I want to read two strings on separate lines, each string the same length and containing only 0's and 1's, and determine if the first is the one's complement of the second. How succinctly can this be done in Python3? (Sorry to specify the language, but this is for my son who's studying Python)

A list comprehension seems to work but is quite ugly.

if ['0' if x=='1' else '1' for x in input()] == list(input()): print('yep')

Is there a slicker/shorter way to do this?

  • 4
    \$\begingroup\$ Here's a simple, consice way: Try it online! \$\endgroup\$
    – naffetS
    Commented Oct 8, 2022 at 20:57
  • 4
    \$\begingroup\$ If we're trying to do this for the shortest possible code, here's 52 bytes: Try it online! But that isn't so clear. \$\endgroup\$
    – naffetS
    Commented Oct 8, 2022 at 20:57
  • \$\begingroup\$ Do you just want short code, or do you also want it to be elegant and/or readable? \$\endgroup\$
    – xnor
    Commented Oct 8, 2022 at 22:52
  • 1
    \$\begingroup\$ @JonathanAllan You simply can't have then, whether you have an else or not. \$\endgroup\$
    – naffetS
    Commented Oct 8, 2022 at 23:55
  • 1
    \$\begingroup\$ Thanks guys. I tried my code, noticed the error and fixed it, but forgot to fix it in my question above. Edited my question to correct it! \$\endgroup\$
    – Fixee
    Commented Oct 9, 2022 at 0:22

2 Answers 2


Python 3,  51 44 43  41 bytes

-7 thanks to loopy walt's suggestion to use *open.
-1 thanks to xnor's suggestion to replace any(...) with 1in ...
-2 thanks to dingledooper's suggestion of using str.find instead of str.__eq__

0in map(str.find,*open(0))or print('yep')

Try it online!

This is a full program that takes input from stdin until an EOF (which we assume the user provides at the end of the second line) with open(0) and maps across the two strings by splatting (*), calling str.find on each pair of characters in turn. If 0 is in the result (i.e. the characters are equal and so the index of the first in the second is 0 rather than -1 for "not found") then the right-hand clause of the or is not evaluated, and so we don't print.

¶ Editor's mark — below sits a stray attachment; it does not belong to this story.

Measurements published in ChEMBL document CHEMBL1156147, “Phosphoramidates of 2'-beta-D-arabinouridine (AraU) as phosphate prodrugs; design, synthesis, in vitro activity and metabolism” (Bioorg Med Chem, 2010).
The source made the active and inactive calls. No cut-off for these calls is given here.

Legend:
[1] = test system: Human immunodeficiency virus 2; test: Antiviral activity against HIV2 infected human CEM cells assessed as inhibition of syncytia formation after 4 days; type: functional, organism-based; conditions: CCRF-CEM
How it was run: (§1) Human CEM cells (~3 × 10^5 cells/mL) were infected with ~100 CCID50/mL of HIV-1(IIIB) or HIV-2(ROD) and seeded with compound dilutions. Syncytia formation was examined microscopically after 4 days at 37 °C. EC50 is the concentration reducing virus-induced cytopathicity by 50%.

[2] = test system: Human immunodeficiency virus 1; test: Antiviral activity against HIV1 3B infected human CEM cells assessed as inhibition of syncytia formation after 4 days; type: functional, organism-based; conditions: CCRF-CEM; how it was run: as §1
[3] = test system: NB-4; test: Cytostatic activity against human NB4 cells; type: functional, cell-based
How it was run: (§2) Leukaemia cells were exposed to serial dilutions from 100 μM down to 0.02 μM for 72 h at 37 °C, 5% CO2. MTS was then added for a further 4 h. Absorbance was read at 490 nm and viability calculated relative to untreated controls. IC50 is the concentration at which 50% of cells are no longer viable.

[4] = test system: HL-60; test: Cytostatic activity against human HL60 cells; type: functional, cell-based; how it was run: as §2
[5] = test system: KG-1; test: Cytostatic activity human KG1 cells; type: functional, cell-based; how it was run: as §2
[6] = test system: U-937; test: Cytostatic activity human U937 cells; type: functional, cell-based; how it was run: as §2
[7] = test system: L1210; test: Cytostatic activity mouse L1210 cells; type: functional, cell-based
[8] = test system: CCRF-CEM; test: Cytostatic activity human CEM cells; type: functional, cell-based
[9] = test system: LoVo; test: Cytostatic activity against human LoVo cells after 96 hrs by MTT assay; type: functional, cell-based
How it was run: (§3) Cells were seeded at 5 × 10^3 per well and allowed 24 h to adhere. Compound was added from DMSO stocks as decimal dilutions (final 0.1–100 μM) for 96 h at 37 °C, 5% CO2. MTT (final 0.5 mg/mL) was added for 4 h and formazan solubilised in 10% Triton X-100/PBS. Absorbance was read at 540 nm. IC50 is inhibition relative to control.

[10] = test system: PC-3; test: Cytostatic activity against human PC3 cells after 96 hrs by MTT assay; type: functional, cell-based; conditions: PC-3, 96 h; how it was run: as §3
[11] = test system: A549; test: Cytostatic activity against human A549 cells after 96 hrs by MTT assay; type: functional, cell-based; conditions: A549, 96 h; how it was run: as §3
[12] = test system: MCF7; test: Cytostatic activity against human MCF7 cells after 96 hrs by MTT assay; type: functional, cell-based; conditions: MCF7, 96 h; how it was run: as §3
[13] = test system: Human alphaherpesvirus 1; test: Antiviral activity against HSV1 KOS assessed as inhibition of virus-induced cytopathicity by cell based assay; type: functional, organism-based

My previous version, with xnor's and dingledooper's suggestions, at \$48\$, is interactive without the EOF faff:

0in map(str.find,input(),input())or print('yep')

You could save one more byte by printing to stderr instead of stdout by exiting the program early using exit in place of print.

A note to your son - this is not how I'd want someone in my team at work to write code :) - readability counts, a lot.

  • \$\begingroup\$ Don't you mean unless any of the pairs are equal to each other? \$\endgroup\$
    – Neil
    Commented Oct 8, 2022 at 23:52
  • \$\begingroup\$ @Neil thanks, I got there in the end :p (many edits) \$\endgroup\$ Commented Oct 8, 2022 at 23:55
  • 1
    \$\begingroup\$ any(map(str.__eq__,*open(0)))or print('yep') \$\endgroup\$
    – loopy walt
    Commented Oct 9, 2022 at 0:08
  • 1
    \$\begingroup\$ Looks like the any(...) can be 1in .. \$\endgroup\$
    – xnor
    Commented Oct 9, 2022 at 0:55
  • 3
    \$\begingroup\$ 41 bytes: 0in map(str.find,*open(0))or print('yep'). \$\endgroup\$ Commented Oct 9, 2022 at 2:22

Python3, 62 bytes

Since the bits at the similar position need to be set in one of the inputs and unset in the other, their bitwise XOR must have all bits set.

int(x,2)^~-(1<<len(x))^int(input(),2)or print("yep")

Try it online!

-5 bytes thanks to Arnauld

Updated from my previous answer where I incorrectly assumed that checking bitwise AND = 0 was a sufficient condition.

  • \$\begingroup\$ 62 bytes \$\endgroup\$
    – Arnauld
    Commented Oct 10, 2022 at 9:20

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